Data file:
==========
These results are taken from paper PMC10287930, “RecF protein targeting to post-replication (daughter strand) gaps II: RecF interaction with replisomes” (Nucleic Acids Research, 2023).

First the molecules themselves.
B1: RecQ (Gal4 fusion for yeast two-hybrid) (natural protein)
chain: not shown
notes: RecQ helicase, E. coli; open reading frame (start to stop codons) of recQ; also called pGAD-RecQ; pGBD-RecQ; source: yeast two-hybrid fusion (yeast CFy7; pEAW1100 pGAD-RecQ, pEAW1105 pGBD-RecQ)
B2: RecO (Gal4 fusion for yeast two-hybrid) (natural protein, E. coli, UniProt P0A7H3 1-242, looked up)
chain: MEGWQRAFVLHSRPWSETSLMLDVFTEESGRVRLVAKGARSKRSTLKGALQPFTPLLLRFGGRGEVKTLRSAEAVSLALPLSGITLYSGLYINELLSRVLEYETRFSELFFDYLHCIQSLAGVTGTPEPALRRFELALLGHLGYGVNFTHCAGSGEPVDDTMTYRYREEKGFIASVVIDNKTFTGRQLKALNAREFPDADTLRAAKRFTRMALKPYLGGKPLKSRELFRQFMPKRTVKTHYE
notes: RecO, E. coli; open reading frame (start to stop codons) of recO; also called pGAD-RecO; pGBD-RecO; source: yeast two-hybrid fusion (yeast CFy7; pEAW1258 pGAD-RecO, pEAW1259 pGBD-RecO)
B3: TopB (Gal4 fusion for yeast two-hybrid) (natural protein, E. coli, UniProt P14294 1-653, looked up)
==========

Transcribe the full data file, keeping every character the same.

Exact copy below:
These results are taken from paper PMC10287930, “RecF protein targeting to post-replication (daughter strand) gaps II: RecF interaction with replisomes” (Nucleic Acids Research, 2023).

First the molecules themselves.
B1: RecQ (Gal4 fusion for yeast two-hybrid) (natural protein)
chain: not shown
notes: RecQ helicase, E. coli; open reading frame (start to stop codons) of recQ; also called pGAD-RecQ; pGBD-RecQ; source: yeast two-hybrid fusion (yeast CFy7; pEAW1100 pGAD-RecQ, pEAW1105 pGBD-RecQ)
B2: RecO (Gal4 fusion for yeast two-hybrid) (natural protein, E. coli, UniProt P0A7H3 1-242, looked up)
chain: MEGWQRAFVLHSRPWSETSLMLDVFTEESGRVRLVAKGARSKRSTLKGALQPFTPLLLRFGGRGEVKTLRSAEAVSLALPLSGITLYSGLYINELLSRVLEYETRFSELFFDYLHCIQSLAGVTGTPEPALRRFELALLGHLGYGVNFTHCAGSGEPVDDTMTYRYREEKGFIASVVIDNKTFTGRQLKALNAREFPDADTLRAAKRFTRMALKPYLGGKPLKSRELFRQFMPKRTVKTHYE
notes: RecO, E. coli; open reading frame (start to stop codons) of recO; also called pGAD-RecO; pGBD-RecO; source: yeast two-hybrid fusion (yeast CFy7; pEAW1258 pGAD-RecO, pEAW1259 pGBD-RecO)
B3: TopB (Gal4 fusion for yeast two-hybrid) (natural protein, E. coli, UniProt P14294 1-653, looked up)